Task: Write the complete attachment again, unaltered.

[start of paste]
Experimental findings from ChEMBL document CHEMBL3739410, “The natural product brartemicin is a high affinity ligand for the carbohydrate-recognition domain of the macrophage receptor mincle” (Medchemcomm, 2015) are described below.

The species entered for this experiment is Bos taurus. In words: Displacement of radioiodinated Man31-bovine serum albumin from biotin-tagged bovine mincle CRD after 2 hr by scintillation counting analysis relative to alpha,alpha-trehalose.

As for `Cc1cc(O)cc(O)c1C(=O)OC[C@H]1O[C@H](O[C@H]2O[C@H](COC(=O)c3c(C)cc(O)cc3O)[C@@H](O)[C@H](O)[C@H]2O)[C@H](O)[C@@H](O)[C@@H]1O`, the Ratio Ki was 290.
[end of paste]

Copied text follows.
Experimental findings from ChEMBL document CHEMBL3739410, “The natural product brartemicin is a high affinity ligand for the carbohydrate-recognition domain of the macrophage receptor mincle” (Medchemcomm, 2015) are described below.

The species entered for this experiment is Bos taurus. In words: Displacement of radioiodinated Man31-bovine serum albumin from biotin-tagged bovine mincle CRD after 2 hr by scintillation counting analysis relative to alpha,alpha-trehalose.

As for `Cc1cc(O)cc(O)c1C(=O)OC[C@H]1O[C@H](O[C@H]2O[C@H](COC(=O)c3c(C)cc(O)cc3O)[C@@H](O)[C@H](O)[C@H]2O)[C@H](O)[C@@H](O)[C@@H]1O`, the Ratio Ki was 290.